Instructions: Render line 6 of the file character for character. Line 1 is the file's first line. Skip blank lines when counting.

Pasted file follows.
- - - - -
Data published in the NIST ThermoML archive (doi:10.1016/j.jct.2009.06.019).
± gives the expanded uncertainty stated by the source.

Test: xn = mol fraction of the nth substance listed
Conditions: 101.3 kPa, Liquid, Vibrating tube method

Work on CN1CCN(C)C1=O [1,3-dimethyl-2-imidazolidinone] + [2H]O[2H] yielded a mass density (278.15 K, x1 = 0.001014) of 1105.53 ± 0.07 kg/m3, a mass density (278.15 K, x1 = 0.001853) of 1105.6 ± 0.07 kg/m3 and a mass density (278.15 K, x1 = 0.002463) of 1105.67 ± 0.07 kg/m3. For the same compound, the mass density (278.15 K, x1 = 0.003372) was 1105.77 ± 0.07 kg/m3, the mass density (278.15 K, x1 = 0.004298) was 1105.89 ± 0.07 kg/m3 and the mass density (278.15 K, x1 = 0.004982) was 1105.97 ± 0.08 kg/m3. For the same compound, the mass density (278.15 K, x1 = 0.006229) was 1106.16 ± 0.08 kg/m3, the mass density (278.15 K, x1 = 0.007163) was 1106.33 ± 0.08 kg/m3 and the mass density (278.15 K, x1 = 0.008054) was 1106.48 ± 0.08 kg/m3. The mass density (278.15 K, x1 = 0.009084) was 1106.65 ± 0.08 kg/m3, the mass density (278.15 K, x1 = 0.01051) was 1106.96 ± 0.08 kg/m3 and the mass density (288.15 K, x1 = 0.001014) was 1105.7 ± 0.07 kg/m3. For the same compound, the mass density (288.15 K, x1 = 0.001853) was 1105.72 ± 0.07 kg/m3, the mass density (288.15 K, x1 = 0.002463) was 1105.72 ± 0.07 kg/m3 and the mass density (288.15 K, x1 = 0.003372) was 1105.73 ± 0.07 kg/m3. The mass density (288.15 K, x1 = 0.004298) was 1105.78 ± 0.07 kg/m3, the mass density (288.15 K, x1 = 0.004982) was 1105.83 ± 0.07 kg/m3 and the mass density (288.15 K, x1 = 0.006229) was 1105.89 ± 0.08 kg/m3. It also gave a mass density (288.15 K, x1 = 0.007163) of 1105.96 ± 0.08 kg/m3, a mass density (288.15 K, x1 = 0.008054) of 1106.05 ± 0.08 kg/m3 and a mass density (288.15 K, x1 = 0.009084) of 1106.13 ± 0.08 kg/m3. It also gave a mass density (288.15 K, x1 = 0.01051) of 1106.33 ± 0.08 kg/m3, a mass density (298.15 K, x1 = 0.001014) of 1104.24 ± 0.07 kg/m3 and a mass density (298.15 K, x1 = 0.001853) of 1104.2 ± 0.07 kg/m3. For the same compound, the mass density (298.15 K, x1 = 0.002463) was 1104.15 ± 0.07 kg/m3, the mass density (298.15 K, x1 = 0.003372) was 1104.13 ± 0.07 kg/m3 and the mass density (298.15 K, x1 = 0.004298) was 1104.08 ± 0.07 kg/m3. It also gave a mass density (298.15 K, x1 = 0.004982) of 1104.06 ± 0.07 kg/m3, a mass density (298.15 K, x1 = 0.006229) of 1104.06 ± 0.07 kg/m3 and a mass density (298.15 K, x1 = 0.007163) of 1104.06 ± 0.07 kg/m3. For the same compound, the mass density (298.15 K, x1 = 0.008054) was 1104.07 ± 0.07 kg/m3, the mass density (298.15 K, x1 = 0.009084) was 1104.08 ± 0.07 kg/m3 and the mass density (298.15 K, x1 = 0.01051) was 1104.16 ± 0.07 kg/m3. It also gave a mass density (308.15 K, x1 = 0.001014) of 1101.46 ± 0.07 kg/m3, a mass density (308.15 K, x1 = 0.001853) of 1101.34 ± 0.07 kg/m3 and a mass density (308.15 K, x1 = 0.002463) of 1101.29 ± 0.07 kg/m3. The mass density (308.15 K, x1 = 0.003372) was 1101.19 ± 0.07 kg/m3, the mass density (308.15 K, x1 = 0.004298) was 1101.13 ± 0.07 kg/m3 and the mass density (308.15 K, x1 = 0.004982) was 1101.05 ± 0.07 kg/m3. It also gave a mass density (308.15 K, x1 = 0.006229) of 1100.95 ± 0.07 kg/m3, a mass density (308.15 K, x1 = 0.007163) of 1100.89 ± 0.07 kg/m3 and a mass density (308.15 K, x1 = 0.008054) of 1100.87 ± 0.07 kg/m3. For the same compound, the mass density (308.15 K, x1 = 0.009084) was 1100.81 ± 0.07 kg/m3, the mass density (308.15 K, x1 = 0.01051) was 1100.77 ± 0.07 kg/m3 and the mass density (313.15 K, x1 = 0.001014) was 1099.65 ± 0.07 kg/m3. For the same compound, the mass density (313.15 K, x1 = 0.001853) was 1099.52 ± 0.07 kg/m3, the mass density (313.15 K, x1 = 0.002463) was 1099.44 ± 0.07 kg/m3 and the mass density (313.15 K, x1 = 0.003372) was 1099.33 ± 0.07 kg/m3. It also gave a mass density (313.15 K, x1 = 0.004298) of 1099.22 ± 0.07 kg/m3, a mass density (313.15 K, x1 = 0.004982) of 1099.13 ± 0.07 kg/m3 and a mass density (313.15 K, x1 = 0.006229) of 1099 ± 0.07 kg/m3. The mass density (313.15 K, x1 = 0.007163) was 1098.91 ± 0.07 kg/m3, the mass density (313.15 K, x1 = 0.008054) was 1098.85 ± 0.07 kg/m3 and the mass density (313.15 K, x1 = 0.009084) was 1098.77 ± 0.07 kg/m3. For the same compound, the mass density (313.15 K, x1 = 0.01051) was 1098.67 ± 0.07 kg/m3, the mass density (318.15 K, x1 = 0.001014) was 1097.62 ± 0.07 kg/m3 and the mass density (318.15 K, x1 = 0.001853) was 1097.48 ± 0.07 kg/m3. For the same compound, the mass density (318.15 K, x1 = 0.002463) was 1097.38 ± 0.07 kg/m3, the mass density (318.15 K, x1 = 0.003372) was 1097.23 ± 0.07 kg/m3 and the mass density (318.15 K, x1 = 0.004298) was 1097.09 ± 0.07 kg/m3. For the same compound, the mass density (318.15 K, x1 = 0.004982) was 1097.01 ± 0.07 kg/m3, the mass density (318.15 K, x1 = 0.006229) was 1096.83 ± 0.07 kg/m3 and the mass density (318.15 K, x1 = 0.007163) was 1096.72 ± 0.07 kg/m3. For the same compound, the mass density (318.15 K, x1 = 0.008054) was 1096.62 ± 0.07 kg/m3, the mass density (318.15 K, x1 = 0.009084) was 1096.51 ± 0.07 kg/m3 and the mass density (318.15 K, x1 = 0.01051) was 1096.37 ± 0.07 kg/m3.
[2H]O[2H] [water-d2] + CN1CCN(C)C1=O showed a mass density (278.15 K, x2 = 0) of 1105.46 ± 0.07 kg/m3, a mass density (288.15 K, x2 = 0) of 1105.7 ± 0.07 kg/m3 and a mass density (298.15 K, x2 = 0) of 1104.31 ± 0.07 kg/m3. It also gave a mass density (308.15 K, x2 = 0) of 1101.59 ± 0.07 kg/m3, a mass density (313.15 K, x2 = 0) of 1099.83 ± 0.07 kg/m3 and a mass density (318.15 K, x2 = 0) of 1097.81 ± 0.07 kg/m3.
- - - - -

[2H]O[2H] [water-d2] + CN1CCN(C)C1=O showed a mass density (278.15 K, x2 = 0) of 1105.46 ± 0.07 kg/m3, a mass density (288.15 K, x2 = 0) of 1105.7 ± 0.07 kg/m3 and a mass density (298.15 K, x2 = 0) of 1104.31 ± 0.07 kg/m3. It also gave a mass density (308.15 K, x2 = 0) of 1101.59 ± 0.07 kg/m3, a mass density (313.15 K, x2 = 0) of 1099.83 ± 0.07 kg/m3 and a mass density (318.15 K, x2 = 0) of 1097.81 ± 0.07 kg/m3.